Data Macros

Expanding abbreviated data literals

Posted on Monday, 4 January, 2016

Here's an excerpt from a new article I'm working on for the JUXT blog. It's about yet another gem that falls out of Prismatic's amazing Schema library, the library that just keeps on giving. I use this technique in yada for isolating the abbreviated forms of resource-models from the rest of the logic. It works surprisingly well.

Schema coercions can be used to transform abbreviated data into canonical data. This allows you to create 'short-hands' for your data structures. This is analogous to Clojure's macros where the reader expands short-hand forms into 'canonical' macro-less Clojure which can be more readily evaluated.

This needs an example.

Imagine we have a data structure that contains an action and an access requirement needed to perform the action.

For example, to ensure that :do-something is only available to Bob, we could write:

{:action :do-something
 :allow {:user "bob"}}

We can define a schema for this :-

(require
 '[schema.core :as s]
  [schema.coerce :as sc])

(s/defschema AccessRequirement
 (->
  {(s/optional-key :user) String
   (s/optional-key :role) String}
  (s/constrained not-empty)))

(s/defschema Actions
 [{:action s/Keyword
   :allow AccessRequirement}])

If we are specifying users a lot, it might become desirable to permit the following short-hand form :-

{:action :do-something
 :allow "bob"}

to expand automatically to :-

{:action :do-something
 :allow {:user "bob"}}

So if instead of providing the access requirement as a map, we just use a string, we mean that to be a map with the string as the value of the :user entry.

We can define this short-hand as follows :-

(def AccessReqMapping
 {AccessRequirement
  (fn [x]
   (cond
    (string? x) {:user x}
    :otherwise x))})

(def access-right-coercer
  (sc/coercer Actions
              AccessReqMapping))

So what is access-right-coercer? It's a function that not only checks the input conforms to the schema, but will also give it a nudge if it comes across a short-hand, transforming this :-

{:action :do-something
 :allow "bob"}

into this :-

{:action :do-something
 :allow {:user "bob"}}

Note, that this function will only coerce if it detects a short-hand, so it's safe to use with an already expanded value. If the value doesn't conform to the schema, and can't be made to, an exception is thrown.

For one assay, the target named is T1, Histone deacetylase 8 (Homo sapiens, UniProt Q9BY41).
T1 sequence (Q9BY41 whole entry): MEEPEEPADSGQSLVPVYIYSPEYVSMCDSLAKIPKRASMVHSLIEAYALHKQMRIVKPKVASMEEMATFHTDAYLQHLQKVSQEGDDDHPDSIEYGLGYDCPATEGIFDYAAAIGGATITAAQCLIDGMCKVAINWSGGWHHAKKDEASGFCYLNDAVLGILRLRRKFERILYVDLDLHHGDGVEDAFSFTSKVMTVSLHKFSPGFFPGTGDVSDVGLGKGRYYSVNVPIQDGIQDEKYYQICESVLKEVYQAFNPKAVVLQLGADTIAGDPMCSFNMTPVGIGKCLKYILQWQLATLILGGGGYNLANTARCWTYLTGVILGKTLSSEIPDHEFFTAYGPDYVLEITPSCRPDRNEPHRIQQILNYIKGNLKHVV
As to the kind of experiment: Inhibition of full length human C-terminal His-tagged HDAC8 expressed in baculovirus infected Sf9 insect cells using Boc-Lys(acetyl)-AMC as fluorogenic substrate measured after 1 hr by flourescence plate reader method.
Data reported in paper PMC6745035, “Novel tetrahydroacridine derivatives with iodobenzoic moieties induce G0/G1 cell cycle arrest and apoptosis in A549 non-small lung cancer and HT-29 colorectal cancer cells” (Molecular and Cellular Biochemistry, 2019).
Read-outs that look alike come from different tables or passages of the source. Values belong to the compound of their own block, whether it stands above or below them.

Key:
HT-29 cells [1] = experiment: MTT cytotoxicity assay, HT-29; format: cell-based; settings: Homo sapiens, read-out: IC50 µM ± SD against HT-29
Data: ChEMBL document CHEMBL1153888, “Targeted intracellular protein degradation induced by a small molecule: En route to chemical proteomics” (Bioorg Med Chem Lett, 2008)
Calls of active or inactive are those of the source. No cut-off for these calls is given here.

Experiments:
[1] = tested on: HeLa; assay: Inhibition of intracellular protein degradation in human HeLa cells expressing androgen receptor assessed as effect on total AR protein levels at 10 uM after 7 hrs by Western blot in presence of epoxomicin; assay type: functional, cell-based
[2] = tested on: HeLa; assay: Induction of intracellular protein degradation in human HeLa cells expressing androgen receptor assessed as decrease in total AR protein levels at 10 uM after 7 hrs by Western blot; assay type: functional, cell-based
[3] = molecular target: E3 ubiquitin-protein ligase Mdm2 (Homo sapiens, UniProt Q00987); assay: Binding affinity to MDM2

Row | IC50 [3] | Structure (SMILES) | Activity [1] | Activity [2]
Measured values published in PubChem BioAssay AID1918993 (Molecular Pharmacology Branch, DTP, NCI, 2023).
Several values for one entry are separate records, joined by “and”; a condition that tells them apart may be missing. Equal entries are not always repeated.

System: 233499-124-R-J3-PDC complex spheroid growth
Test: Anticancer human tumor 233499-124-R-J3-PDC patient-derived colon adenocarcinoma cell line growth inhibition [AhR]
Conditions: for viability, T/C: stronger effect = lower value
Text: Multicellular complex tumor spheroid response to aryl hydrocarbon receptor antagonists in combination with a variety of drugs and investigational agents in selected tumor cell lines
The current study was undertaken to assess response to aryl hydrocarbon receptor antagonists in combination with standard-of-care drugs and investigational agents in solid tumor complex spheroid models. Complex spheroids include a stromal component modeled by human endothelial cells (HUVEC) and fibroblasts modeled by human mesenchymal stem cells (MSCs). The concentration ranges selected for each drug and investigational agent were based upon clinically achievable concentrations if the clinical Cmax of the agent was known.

If we expand out all the short-hand forms using declarative coercers, we can avoid coding for them later in our data transformation logic. This reduces work, complexity and ultimately bugs.

Just like macros in the Clojure language, abbreviated data expansion is a technique that scales, recursively! In fact, it's used exhaustively in yada (in the yada.schema namespace) to give numerous abbreviation possibilities to the designer of its resource-models.

For example, yada's syntax for declaring the set of representations a resource is capable of producing is quite complex. But the short-hand is easy.

So this :-

{:produces
 [{:media-type "text/html"}]}

can be abbreviated to this :-

{:produces "text/html"}

Likewise, this :-

(require '[clojure.java.io])

{:methods
 {:get
  {:response
   (fn [ctx]
    (io/file "me.jpg")}}}

(for resources where the GET response is constant and independent of the request) can be usefully shortened to this :-

(require '[clojure.java.io])

{:methods
 {:get (io/file "me.jpg")}}

Like code macros, data macros are recursive. For example, yada supports multiple authentication realms. In fact, the code assumes it. However, for most cases a single authentication realm suffices. How can we support the complex case without making the common case overly verbose? Data Macros to the rescue!

{:authentication
 {:realm "default"
  :scheme "Basic"
  :authenticator X}}

expands into :-

{:authentication
 {:realms
  {"default"
   {:schemes
    [{:scheme "Basic"
      :authenticator X}]}}}

Unlike code macros, we can compose data macros by merging the coercion mappings. Since functions are the values of these coercion mappings, the only limiting factor is how much of a performance penalty we are willing to spend.

If data literals in Clojure weren't powerful enough already, imagine what you can with a powerful macro facility.